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Just an American Boy Live

28 customer reviews

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Audio CD, Live, September 23, 2003
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Editorial Reviews

Product Description

(2003/ARTEMIS US) 26 tracksMedium 1
  1. Audience Intro
  2. Amerika v. 6.0 (The Best We Can Do)
  3. Ashes To Ashes
  4. Paranoia
  5. I Remember You
  6. Schertz, Texas
  7. Hometown Blues
  8. The Mountain
  9. Pennsylvania Miners
  10. Harlan Man
  11. Copperhead Road
  12. Guitar Town
  13. I Oppose The Death Penalty
  14. Over Yonder (Jonathan's Song)
  15. Billy Austin
Medium 2
  1. Audience Intro
  2. South Nashville Blues
  3. Rex's Blues
  4. John Walker's Blues
  5. Jerusalem
  6. The Unrepentant
  7. Christmas In Washington
  8. What's So Funny About Peace, Love & ...
  9. Time You Waste (JUSTIN EARLE)

This double live CD, recorded with the Dukes on their tour supporting Earle's 2002 album Jerusalem, takes its title from "John Walker's Blues," Earle's song about John Walker Lindh, "the American Taliban"--a song that got him Dixie Chick-ed off adult contemporary and country rock stations across the U.S. Subtitled "an audio documentary," the album coincides with the release of a feature film that follows Earle as he tours, mounts a play, and campaigns against the death penalty. Earle talks quite a bit between songs; his monologues are affable, entertaining, and leftist. Along with Woody Guthrie and D. Boon, Earle's one of those rare musical activists who understands that successful political songs must have music that's exceptional and politics that are personal. There are extraordinary renditions of some of his finest soapbox songs, including "John Walker," "Harlan Man," "Christmas in Washington," and "Billy Austin." A couple of tunes that sounded stiff on Jerusalem--"Ashes to Ashes" and "Conspiracy Theory"--receive far better, and more rocking, treatment here, while "Copperhead Road" is turned into a Scots-Irish reel, which works surprisingly well. The highlight is a take-no-prisoners cover of Nick Lowe's "(What's So Funny 'Bout) Peace Love & Understanding." --Mike McGonigal

Disc: 1
1. Audience Intro
2. Amerika v. 6.0 (Tthe Best We Can Do)
3. Ashes to Ashes
4. (Paranoia)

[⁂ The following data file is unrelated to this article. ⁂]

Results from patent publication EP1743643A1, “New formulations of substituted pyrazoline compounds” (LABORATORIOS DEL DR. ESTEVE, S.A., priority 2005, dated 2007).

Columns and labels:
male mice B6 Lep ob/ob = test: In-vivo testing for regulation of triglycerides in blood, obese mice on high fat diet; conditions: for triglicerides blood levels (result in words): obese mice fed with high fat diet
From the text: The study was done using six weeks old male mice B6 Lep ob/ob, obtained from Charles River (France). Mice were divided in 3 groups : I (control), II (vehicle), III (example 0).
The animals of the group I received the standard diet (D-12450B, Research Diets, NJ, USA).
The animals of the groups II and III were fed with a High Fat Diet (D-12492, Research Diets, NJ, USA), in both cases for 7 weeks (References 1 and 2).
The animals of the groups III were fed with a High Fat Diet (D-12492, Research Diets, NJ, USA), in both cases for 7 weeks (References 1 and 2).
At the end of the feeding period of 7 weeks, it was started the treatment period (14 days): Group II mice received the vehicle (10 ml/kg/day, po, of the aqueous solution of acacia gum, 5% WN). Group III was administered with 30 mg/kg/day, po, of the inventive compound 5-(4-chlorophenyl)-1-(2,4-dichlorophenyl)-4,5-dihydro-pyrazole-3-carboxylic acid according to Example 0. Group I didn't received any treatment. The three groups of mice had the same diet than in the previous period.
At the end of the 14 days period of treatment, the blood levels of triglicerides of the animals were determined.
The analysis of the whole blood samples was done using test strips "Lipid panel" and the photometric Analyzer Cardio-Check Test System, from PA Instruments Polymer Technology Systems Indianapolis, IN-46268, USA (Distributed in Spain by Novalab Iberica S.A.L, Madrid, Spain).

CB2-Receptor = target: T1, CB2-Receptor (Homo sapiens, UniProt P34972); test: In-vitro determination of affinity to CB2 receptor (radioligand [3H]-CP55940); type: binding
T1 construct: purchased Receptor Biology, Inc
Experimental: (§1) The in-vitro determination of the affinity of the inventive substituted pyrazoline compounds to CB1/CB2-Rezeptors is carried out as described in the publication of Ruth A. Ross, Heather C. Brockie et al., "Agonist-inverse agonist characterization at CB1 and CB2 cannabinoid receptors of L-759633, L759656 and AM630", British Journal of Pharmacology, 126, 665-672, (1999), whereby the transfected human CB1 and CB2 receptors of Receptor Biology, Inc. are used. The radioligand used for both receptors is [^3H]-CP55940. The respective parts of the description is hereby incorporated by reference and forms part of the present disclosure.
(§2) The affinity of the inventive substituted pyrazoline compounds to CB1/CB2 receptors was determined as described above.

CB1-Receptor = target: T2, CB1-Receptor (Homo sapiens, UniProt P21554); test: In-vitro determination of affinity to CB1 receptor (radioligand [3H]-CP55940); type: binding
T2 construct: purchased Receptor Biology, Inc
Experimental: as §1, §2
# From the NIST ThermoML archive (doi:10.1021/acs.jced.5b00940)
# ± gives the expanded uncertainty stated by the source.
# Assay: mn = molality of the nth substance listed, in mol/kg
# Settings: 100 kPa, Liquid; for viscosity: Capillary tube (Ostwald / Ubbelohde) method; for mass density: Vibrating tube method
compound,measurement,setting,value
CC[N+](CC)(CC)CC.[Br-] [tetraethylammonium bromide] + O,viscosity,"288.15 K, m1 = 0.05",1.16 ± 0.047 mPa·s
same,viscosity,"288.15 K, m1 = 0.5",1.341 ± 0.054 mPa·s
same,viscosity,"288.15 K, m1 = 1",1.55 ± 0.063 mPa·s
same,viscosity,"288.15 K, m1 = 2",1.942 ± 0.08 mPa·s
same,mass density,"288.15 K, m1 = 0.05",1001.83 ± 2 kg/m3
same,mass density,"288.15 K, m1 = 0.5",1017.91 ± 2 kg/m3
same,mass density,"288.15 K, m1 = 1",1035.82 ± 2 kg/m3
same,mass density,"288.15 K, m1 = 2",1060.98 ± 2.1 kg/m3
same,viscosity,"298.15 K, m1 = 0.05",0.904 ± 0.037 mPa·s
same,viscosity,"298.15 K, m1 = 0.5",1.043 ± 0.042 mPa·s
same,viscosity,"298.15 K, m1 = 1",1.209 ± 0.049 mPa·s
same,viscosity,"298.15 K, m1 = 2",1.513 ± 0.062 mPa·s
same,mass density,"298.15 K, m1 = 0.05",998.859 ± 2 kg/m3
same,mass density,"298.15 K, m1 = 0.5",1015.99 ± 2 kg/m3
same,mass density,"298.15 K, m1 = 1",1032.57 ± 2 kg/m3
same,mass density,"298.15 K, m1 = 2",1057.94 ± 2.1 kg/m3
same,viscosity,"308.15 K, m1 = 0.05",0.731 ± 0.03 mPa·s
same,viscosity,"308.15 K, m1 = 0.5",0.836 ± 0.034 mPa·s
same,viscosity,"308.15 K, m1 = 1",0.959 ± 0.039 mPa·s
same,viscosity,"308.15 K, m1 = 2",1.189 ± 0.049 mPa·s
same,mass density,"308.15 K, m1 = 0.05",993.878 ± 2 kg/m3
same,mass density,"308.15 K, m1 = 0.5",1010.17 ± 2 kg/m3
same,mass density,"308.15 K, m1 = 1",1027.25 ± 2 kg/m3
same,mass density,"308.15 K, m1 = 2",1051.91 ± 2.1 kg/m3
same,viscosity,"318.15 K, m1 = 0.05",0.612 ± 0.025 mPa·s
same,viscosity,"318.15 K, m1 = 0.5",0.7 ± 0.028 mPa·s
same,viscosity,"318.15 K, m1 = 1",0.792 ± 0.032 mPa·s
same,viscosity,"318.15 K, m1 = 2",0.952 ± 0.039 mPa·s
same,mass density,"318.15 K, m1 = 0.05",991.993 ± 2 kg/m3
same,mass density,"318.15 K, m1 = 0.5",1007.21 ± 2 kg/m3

5. Conspiracy Theory
6. I Remember You
7. (Schertz, Texas)
8. Hometown Blues
9. The Mountain
10. (Pennsylvania Miners)
See all 16 tracks on this disc
Disc: 2
1. Audience Intro
2. South Nathville Blues
3. Rex's Blue's/ Fort Worth Blues
4. John Walker's Blues
5. Jerusalem
6. The Unrepentant
7. Christmas In Washington
8. (Democracy)
9. What's So Funny About Peace, Love & Understanding
10. Time You Waste (Justin Earle)

Product Details

  • Audio CD (September 23, 2003)
  • Number of Discs: 2
  • Format: Live
  • Label: Artemis Records
  • ASIN: B0000AOV39
  • Average Customer Review: 4.2 out of 5 stars  See all reviews (28 customer reviews)
  • Amazon Best Sellers Rank: #158,868 in Music (See Top 100 in Music)

Customer Reviews

Most Helpful Customer Reviews

34 of 37 people found the following review helpful By Teresa Lynch on September 29, 2003
Format: Audio CD
Outstanding! A must-have for all serious Steve Earle fans. Very much replicates the live concert experience, so if you missed him during the JERUSALEM tour this year, or if you caught the tour but have been wondering why he doesn't play in your living room every night, you will be delighted to find that now he does. :) Bribe the neighbors, crank the volume - these boys will blow you away. The sound is raw and vibrant, the energy often explosive, the feeling warm and pulsing with life. (Kinda like a Steve Earle concert.) If you're looking for a work of engineering brilliance, a clean, crisp sound, stick to the studio albums. If you're looking for Steve Earle and his Dukes (regular and bluegrass) to come and play in your living room, you're in the right place.
This said, I'd recommend first-time listeners start with one of his studio albums, rather than this one. Steve Earle can be an acquired taste, and there are better places to start than a live concert recording. When in doubt, EL CORAZON is always a good introduction.